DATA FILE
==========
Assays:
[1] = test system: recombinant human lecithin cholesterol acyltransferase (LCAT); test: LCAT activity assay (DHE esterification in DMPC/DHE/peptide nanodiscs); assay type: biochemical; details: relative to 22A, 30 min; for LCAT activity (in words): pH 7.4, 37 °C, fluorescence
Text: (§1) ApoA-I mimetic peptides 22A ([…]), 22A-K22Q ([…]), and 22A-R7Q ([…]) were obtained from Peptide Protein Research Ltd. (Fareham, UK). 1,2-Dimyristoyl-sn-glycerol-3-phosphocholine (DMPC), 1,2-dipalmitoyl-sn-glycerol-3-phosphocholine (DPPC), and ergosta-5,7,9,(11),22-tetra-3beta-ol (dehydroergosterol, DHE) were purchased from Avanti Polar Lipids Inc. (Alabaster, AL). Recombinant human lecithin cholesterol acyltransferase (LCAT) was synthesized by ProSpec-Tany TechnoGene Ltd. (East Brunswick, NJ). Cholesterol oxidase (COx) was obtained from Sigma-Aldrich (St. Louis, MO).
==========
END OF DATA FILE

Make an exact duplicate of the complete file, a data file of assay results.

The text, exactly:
Assays:
[1] = test system: recombinant human lecithin cholesterol acyltransferase (LCAT); test: LCAT activity assay (DHE esterification in DMPC/DHE/peptide nanodiscs); assay type: biochemical; details: relative to 22A, 30 min; for LCAT activity (in words): pH 7.4, 37 °C, fluorescence
Text: (§1) ApoA-I mimetic peptides 22A ([…]), 22A-K22Q ([…]), and 22A-R7Q ([…]) were obtained from Peptide Protein Research Ltd. (Fareham, UK). 1,2-Dimyristoyl-sn-glycerol-3-phosphocholine (DMPC), 1,2-dipalmitoyl-sn-glycerol-3-phosphocholine (DPPC), and ergosta-5,7,9,(11),22-tetra-3beta-ol (dehydroergosterol, DHE) were purchased from Avanti Polar Lipids Inc. (Alabaster, AL). Recombinant human lecithin cholesterol acyltransferase (LCAT) was synthesized by ProSpec-Tany TechnoGene Ltd. (East Brunswick, NJ). Cholesterol oxidase (COx) was obtained from Sigma-Aldrich (St. Louis, MO).